I am also on Medicaid in KY - there are different MCOs for Medicaid here and the one I am on is Humana CareSource. Different MCOs have slightly different policies but mine at least did pay for a data capable non-auto CPAP. However, this was before I learned about the exisence of APAP machines and by then it was too late for me to switch my fixed pressure one for an APAP.

Medicaid did pay in full for everything though. Including a replacement mask kit every 6 months, mask cushion every month, pollen and fine filters, water reservoir for the humidier.
EDIT: Actually, no, I DID have to pay $25 for the modem - one time fee. 

Before I received my machine I assumed I would get some crappy refurbished unit from the early 00s.

I would assume they will pay for it if it's prescribed as auto.

Whichever DME you choose can determine what brand of machine you get. Like the one I defaulted to only has DreamStation (Philips) and not ResMed products -- aside from masks. So you should probably make sure to get the Rx in writing if you want to carefully call different DMEs to ask for a specific brand because in my experience they prefer to fax it to a DME.

If your current MCO gives you any trouble, you can switch to another MCO. You need cause to do so outside of the 'open enrollment period' though I think. KY has 4-5 different MCOs to choose from for most counties.
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#7
I have WellCare medicaid in Kentucky. Do you think it will pay for an Auto? If not, I will just take whatever I can get. I'm not going to switch doctor's this whole process has been too hectic. I mainly just need advice on getting to sleep at the sleep studies, because I struggle to, plus I woke up drenched in sweat. I just need a CPAP and a  readout that shows 90 days so a trucking company will hire me. I just can't get to sleep in the studies.
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#8
I drive under DOT rules. Depending on how oveweight you are and what your neck circumference is, you may fall under DOT's rule for mandatory testing for sleep apnea. The school wants to make sure you won't have a problem meeting DOT medical certification requirements.

It's not so much about not being able to sleep causing you to be diagnosed with sleep apnea you don't have. They have minimum requirements they have to meet to make the diagnosis. It is harder for them to tell the severity of the apnea and figure out your pressure needs. By insisting on an auto cpap, you will have a machine that will be more flexible in meeting you needs.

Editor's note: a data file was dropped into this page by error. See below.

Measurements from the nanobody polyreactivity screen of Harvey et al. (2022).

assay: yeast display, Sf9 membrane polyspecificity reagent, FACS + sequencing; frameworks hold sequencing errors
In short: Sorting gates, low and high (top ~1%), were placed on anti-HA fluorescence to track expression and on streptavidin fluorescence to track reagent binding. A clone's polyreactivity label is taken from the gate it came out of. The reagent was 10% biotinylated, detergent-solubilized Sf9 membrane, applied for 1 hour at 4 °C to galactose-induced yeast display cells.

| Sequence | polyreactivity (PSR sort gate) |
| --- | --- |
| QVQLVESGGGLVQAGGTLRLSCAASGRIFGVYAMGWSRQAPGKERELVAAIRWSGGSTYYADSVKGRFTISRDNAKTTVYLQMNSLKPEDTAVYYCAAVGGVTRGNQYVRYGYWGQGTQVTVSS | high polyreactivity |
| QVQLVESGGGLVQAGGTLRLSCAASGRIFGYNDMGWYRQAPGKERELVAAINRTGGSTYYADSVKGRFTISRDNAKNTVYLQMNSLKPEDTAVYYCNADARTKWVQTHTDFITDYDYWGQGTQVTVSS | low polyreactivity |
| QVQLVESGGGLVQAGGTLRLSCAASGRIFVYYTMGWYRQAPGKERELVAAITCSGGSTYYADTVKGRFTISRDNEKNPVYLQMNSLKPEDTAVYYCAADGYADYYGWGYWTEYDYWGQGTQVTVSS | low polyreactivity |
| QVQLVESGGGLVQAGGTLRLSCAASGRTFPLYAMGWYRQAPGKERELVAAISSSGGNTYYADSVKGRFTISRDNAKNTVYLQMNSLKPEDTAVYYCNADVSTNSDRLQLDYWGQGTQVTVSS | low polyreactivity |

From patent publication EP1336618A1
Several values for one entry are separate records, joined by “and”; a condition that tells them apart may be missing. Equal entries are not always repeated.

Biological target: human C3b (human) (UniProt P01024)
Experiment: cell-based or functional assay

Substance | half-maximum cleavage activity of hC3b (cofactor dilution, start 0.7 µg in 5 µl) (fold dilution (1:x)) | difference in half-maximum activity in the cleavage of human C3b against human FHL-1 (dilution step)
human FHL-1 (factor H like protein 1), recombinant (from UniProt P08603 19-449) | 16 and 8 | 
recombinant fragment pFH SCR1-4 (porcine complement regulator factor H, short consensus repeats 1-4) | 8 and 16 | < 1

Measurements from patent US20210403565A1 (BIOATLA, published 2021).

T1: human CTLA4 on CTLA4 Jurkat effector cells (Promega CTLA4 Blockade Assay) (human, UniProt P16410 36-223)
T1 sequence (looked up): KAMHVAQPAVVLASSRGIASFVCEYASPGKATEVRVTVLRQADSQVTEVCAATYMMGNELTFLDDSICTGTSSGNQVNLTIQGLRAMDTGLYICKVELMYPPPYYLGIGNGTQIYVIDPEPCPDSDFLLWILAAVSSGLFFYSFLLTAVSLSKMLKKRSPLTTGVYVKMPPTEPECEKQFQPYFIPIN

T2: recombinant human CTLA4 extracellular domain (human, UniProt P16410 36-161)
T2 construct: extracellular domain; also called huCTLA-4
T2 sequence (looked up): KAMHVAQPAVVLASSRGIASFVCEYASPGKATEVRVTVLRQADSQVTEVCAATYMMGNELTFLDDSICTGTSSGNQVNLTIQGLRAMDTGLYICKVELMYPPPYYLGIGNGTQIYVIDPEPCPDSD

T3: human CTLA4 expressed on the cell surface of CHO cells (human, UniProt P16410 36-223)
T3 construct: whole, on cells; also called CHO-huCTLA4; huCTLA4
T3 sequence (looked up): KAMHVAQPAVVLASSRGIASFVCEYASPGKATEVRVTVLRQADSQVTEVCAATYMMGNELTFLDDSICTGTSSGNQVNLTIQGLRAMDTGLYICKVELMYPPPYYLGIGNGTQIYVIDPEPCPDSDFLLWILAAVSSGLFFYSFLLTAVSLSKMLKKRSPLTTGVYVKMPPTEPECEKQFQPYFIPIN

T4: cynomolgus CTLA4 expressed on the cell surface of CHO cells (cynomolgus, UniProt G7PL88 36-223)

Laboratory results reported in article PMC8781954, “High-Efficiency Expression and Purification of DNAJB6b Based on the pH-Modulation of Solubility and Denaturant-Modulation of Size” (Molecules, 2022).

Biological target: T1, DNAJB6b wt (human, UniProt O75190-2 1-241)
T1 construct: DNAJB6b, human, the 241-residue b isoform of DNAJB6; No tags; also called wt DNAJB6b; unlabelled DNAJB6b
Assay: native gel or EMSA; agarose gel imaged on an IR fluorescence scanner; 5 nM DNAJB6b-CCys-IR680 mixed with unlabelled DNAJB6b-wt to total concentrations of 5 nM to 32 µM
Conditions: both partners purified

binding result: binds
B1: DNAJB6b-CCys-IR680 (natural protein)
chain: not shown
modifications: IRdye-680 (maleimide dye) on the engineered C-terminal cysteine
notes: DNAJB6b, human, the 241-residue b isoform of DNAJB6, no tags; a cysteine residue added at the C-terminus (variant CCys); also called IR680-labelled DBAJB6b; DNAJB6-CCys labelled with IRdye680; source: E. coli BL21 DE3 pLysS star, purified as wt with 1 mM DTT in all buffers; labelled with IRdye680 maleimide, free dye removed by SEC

It is my undersyanding that insurance uses the same billing codes for the straight cpap and the auto cpap, and the price isn't that much different any way. There shouldn't be a problem getting it paid for if you are diagnosed. Just be proactive and be sure the doctor writes the prescription for an APAP, if at all possible.
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#9
UKwildcard, there is no need for a titration (follow-up) sleep study.  I also had trouble tolerating the clinical sleep study. As a result the doctor recommended dispensing an auto CPAP machine and self-titration.  That was in 2008, and I have never needed another study.  When you are dispensed a CPAP of any kind, it is done by prescribing HCPCS Code E0601.  That is for a CPAP, and covers all machine types from basic fixed pressure CPAP to Auto CPAP with full data capability.  There is no difference, so you are covered. [link to commercial DME removed, instead go to THIS PAGE to see a list of Insurance Codes].

You should tell your doctor, you do not tolerate the clinical sleep study and would like to self titrate on an Auto CPAP. You should add that the studies are a financial hardship.  This should get you what you need.  Be sure to keep a copy of your study results.  If your doctor won't help you avoid the second study, you can find one that will based on that study.  Don't get ripped off.  You do not have to consent to a titration study, and your diagnostic study is sufficient to demonstrate a medical need for auto CPAP.  Discuss this with your doctor, and if you're getting push-back. let's talk about how to proceed. If you are dealing with a specialist, tell your primary doctor about this problem.  He can prescribe the auto CPAP...you do not need a specialist.




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#10
They want me to keep coming back because they said the titration study could get me dialed in precisely. Aka they want more money.